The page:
An international research collaboration has uncovered some clues to macular degeneration’s onset, namely, the discovery of a microscopic mineral “scaffolding” around which drusen deposits begin to form. Drusen are tiny protein and fat deposits in the retina that, when detected through a dilated eye exam, are a hallmark sign of the early stages of age-related macular degeneration (AMD).
BrightFocus grantee Richard B. Thompson, PhD, and co-investigator and senior author Imre Lengyel, PhD, published February 3 in the print edition of the Proceedings of the National Academy of Sciences (PNAS) detailing their evidence about how tiny spheres of mineralized calcium phosphate, called hydroxyapatite (HAP), may precede drusen formation and signal the onset of AMD.
Watch a video about the discovery
The presence of drusen, or tiny protein and fat deposits in the retina, is taken as a clinical sign of AMD, and used for diagnosis during a dilated eye exam.
Before now, nobody understood how drusen formed and grew. Once they reach a clinically relevant size, it’s believed they contribute to AMD by preventing essential nutrients from reaching the eye’s photoreceptors, or light-sensing cells.
Photoreceptors, like all cells, have a life cycle, and when they die, they are typically discarded into the retinal pigmented epithelium (RPE), a thin layer of “housekeeping” cells that nourish and maintain the retina. From there, they’re broken down and transported out of the eye as a waste product.
It’s believed that drusen interfere with this “recycling” process by attracting various fat and protein particles that are mixed up in this cellular debris—a process that’s accelerated once more photoreceptors become undernourished and die. Thompson, Lengyel, et al, believe that the mineralized spheres they’ve discovered attract these proteins and fats to their surface to form drusen. It starts when an insoluble shell made of HAP forms around naturally occurring lipid droplets; then protein and fat molecules form around that. Over years, the globules build.
HAP is common in the body—it comprises the hard part of bones and teeth—but it had never been identified in that part of the eye before.
The discovery was widely reported on science news sites, and Thompson was quoted in a UMD new release. “We had no idea that HAP might be involved,” he said. “That’s what makes this work so exciting. It opens up a lot of new research opportunities.”
An Imaging Success Story
Thompson is an associate professor of biochemistry and molecular biology at the University of Maryland. Last year, he and Lengel received a BrightFocus grant to investigate the role of zinc and HAP in inducing drusen formation. Lengyel is a senior research fellow in the Institute of Ophthalmology at University College, London, and a member of its faculty in Brain Sciences.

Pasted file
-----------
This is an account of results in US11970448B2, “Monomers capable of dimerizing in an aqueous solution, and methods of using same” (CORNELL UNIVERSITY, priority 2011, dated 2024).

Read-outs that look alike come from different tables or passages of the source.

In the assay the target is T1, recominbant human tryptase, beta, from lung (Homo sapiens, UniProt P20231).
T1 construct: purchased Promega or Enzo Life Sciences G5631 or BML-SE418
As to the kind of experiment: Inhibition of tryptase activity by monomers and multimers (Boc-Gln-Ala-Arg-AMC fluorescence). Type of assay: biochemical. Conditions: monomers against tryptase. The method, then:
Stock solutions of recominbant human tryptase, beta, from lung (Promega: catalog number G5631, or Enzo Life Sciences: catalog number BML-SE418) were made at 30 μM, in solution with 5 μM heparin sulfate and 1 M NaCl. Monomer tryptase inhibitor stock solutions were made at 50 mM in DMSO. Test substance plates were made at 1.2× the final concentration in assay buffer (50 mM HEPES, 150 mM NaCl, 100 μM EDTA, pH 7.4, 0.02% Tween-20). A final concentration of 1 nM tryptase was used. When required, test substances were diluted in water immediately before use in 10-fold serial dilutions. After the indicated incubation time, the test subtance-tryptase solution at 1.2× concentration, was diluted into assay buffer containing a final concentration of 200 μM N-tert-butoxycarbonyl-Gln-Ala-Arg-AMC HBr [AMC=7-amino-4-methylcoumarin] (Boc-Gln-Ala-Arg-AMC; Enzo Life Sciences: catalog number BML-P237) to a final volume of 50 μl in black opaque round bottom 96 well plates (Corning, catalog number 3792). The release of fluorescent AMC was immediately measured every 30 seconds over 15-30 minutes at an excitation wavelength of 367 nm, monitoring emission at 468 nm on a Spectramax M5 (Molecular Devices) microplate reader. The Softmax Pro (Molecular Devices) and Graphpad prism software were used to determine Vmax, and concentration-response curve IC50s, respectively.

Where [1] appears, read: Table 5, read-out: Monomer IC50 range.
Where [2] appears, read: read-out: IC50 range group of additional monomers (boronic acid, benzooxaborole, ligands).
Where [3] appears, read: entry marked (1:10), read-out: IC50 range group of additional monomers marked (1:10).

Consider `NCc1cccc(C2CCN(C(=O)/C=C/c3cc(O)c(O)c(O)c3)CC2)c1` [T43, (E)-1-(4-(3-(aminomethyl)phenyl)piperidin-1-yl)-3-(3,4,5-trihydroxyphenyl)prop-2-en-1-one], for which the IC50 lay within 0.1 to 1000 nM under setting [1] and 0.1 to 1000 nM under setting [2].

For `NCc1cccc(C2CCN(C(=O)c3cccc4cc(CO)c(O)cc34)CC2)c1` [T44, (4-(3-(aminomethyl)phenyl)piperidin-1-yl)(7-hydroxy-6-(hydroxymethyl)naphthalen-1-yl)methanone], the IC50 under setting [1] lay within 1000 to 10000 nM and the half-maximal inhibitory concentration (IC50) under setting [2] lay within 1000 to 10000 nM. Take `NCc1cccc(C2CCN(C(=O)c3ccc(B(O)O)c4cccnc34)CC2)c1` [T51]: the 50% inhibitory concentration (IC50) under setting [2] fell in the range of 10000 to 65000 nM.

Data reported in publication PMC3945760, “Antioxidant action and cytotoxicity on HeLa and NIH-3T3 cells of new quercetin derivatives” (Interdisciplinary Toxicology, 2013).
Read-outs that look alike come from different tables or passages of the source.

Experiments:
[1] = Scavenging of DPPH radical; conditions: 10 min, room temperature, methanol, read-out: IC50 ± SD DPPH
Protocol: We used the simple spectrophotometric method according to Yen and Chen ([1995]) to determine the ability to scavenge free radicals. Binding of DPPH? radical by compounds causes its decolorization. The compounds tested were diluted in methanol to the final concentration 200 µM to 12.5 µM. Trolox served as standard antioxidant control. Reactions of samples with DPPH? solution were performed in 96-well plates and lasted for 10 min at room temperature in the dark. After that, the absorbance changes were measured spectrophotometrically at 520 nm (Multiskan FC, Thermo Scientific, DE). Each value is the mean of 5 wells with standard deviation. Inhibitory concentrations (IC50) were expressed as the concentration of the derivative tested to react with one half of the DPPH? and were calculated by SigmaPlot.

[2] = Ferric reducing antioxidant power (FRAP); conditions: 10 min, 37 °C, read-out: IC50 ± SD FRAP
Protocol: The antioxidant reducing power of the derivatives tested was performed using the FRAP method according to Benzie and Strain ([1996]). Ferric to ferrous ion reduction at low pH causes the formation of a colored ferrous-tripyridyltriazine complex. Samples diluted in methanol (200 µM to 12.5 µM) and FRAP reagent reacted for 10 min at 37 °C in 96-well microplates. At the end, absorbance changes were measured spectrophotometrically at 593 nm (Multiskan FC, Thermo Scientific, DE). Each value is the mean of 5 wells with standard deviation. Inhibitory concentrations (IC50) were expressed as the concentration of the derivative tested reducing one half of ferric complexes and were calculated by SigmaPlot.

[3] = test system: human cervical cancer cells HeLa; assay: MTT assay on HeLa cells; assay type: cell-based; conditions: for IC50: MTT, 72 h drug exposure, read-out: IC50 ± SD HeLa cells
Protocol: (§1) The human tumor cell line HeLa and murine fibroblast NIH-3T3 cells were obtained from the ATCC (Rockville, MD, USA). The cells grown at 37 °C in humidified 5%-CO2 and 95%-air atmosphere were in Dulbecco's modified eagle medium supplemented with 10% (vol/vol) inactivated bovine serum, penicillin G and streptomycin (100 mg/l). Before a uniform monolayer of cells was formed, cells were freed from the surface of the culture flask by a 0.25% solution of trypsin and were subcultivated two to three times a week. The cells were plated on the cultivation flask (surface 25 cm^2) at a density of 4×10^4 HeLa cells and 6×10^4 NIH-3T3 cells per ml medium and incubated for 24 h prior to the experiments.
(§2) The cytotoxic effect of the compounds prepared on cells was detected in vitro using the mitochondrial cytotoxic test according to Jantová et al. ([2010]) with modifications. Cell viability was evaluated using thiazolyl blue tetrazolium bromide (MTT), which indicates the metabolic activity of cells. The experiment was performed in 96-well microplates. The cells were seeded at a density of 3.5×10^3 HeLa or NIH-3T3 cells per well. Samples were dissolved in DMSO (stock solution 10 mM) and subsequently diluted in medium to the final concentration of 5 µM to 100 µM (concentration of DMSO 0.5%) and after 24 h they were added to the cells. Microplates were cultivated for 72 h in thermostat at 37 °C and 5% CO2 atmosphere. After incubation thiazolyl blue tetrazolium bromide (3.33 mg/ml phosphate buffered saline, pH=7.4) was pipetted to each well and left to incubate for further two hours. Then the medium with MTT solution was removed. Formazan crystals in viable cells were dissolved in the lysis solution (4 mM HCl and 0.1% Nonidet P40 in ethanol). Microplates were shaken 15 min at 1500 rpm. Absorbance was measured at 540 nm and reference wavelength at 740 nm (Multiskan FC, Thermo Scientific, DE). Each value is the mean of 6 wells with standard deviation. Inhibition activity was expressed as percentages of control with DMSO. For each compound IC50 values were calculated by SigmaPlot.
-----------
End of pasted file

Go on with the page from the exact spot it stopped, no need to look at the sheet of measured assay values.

For years, the two researchers have been collaborating on ways to detect and quantify microscopic levels of zinc and other heavy metals in the eye and brain. Their research has focused on determining whether these metallic catalysts—themselves unbound from cellular structures—may in turn contribute to biochemical changes leading up to disease.
The challenge, in this investigation, was to find a way to produce images of the tiny spheres of mineralized calcium, just a few microns—or thousandths of a millimeter—across. They did this through post-mortem examination of 30 eyes from donors between 43 and 96 years old, using fluorescent dyes to stain the particles.
Resulting images, like the one above, show their detective work has paid off. “We found these miniscule hollow spheres inside all of the eyes and all the deposits that we examined, from donors with and without AMD,” explains Lengyel in a UCL release about the discovery. “Eyes with more of these spheres contained more drusen. The spheres appear long before drusen become visible on clinical examination.” Whether they are a cause or symptom of AMD is still unclear, but either way, they have diagnostic value.
“The fluorescent labelling technique that we used can identify the early signs of drusen build-up long before they become visible with current methods. The dyes that we used should be compatible with existing diagnostic machines. If we could develop a safe way of getting these dyes into the eye, we could advance AMD diagnoses by a decade or more and could follow early progression more precisely,” Lengyel said. It’s possible that further strategies to prevent build-up could potentially stop AMD from developing altogether.
“If we could get to the spheres before the fat and protein build-up, we could prevent further growth,” Lengyel said. “This can already be done in the lab, but much more work is needed before this could be translated into patients.”
In an interesting side note, some of the mineral spheres identified in the eye samples were coated with amyloid beta, which is linked to Alzheimer’s disease. This has led the researchers to speculate whether the same technique developed to identify spheres for AMD diagnosis might also aid in the early diagnosis of Alzheimer’s.
In addition to his and Lengyel’s decades-long collaboration, credit for the discovery is shared by dozens of researchers worldwide, some of them serving as coauthors of the report.
“Our discovery opens up an exciting new avenue of scientific research into potential new diagnostics and treatments, but this is only the beginning of a long road,” added Thompson.
In a statement, UMD Vice President for Medical Affairs E. Albert Reece, MD, PhD, MBA, who also is dean of its medical school, said: “Dr. Thompson and his colleagues have provided new insight into the deep mechanisms of this terrible disease [AMD], and in doing so, they have created new avenues of research that have the potential to help millions of people.”